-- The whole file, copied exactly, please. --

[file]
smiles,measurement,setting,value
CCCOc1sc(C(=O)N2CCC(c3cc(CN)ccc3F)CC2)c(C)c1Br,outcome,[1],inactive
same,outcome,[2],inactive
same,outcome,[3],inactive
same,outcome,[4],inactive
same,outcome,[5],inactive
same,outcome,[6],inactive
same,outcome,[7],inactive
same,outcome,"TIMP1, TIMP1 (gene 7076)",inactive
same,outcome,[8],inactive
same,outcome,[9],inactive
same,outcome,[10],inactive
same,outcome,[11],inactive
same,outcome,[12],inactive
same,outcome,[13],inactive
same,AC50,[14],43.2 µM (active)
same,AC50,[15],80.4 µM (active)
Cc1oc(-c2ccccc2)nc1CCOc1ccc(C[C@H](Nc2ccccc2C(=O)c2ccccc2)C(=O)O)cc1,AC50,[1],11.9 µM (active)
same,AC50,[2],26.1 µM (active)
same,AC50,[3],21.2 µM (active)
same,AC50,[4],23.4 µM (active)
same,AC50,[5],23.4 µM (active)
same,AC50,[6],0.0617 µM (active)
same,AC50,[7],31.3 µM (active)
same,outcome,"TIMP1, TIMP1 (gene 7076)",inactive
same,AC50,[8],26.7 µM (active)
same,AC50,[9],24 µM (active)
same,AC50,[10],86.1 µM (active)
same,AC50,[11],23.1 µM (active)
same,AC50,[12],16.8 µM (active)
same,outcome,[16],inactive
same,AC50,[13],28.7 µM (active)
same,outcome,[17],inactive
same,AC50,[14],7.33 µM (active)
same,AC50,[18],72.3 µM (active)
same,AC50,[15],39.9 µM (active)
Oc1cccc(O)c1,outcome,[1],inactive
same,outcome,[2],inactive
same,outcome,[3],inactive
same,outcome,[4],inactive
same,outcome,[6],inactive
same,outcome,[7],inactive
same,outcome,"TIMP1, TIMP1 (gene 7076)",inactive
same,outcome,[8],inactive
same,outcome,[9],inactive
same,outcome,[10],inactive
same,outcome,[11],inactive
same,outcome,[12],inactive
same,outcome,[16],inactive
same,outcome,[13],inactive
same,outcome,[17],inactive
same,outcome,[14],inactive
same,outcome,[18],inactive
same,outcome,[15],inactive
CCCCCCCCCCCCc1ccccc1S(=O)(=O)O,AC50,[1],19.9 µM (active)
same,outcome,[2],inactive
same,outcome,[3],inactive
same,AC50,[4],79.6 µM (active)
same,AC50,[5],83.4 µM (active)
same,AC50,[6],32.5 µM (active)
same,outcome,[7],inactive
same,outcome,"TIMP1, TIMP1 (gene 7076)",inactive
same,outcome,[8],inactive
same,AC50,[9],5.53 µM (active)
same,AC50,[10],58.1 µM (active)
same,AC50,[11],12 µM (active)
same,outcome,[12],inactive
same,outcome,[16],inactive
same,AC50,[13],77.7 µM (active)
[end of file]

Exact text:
smiles,measurement,setting,value
CCCOc1sc(C(=O)N2CCC(c3cc(CN)ccc3F)CC2)c(C)c1Br,outcome,[1],inactive
same,outcome,[2],inactive
same,outcome,[3],inactive
same,outcome,[4],inactive
same,outcome,[5],inactive
same,outcome,[6],inactive
same,outcome,[7],inactive
same,outcome,"TIMP1, TIMP1 (gene 7076)",inactive
same,outcome,[8],inactive
same,outcome,[9],inactive
same,outcome,[10],inactive
same,outcome,[11],inactive
same,outcome,[12],inactive
same,outcome,[13],inactive
same,AC50,[14],43.2 µM (active)
same,AC50,[15],80.4 µM (active)
Cc1oc(-c2ccccc2)nc1CCOc1ccc(C[C@H](Nc2ccccc2C(=O)c2ccccc2)C(=O)O)cc1,AC50,[1],11.9 µM (active)
same,AC50,[2],26.1 µM (active)
same,AC50,[3],21.2 µM (active)
same,AC50,[4],23.4 µM (active)
same,AC50,[5],23.4 µM (active)
same,AC50,[6],0.0617 µM (active)
same,AC50,[7],31.3 µM (active)
same,outcome,"TIMP1, TIMP1 (gene 7076)",inactive
same,AC50,[8],26.7 µM (active)
same,AC50,[9],24 µM (active)
same,AC50,[10],86.1 µM (active)
same,AC50,[11],23.1 µM (active)
same,AC50,[12],16.8 µM (active)
same,outcome,[16],inactive
same,AC50,[13],28.7 µM (active)
same,outcome,[17],inactive
same,AC50,[14],7.33 µM (active)
same,AC50,[18],72.3 µM (active)
same,AC50,[15],39.9 µM (active)
Oc1cccc(O)c1,outcome,[1],inactive
same,outcome,[2],inactive
same,outcome,[3],inactive
same,outcome,[4],inactive
same,outcome,[6],inactive
same,outcome,[7],inactive
same,outcome,"TIMP1, TIMP1 (gene 7076)",inactive
same,outcome,[8],inactive
same,outcome,[9],inactive
same,outcome,[10],inactive
same,outcome,[11],inactive
same,outcome,[12],inactive
same,outcome,[16],inactive
same,outcome,[13],inactive
same,outcome,[17],inactive
same,outcome,[14],inactive
same,outcome,[18],inactive
same,outcome,[15],inactive
CCCCCCCCCCCCc1ccccc1S(=O)(=O)O,AC50,[1],19.9 µM (active)
same,outcome,[2],inactive
same,outcome,[3],inactive
same,AC50,[4],79.6 µM (active)
same,AC50,[5],83.4 µM (active)
same,AC50,[6],32.5 µM (active)
same,outcome,[7],inactive
same,outcome,"TIMP1, TIMP1 (gene 7076)",inactive
same,outcome,[8],inactive
same,AC50,[9],5.53 µM (active)
same,AC50,[10],58.1 µM (active)
same,AC50,[11],12 µM (active)
same,outcome,[12],inactive
same,outcome,[16],inactive
same,AC50,[13],77.7 µM (active)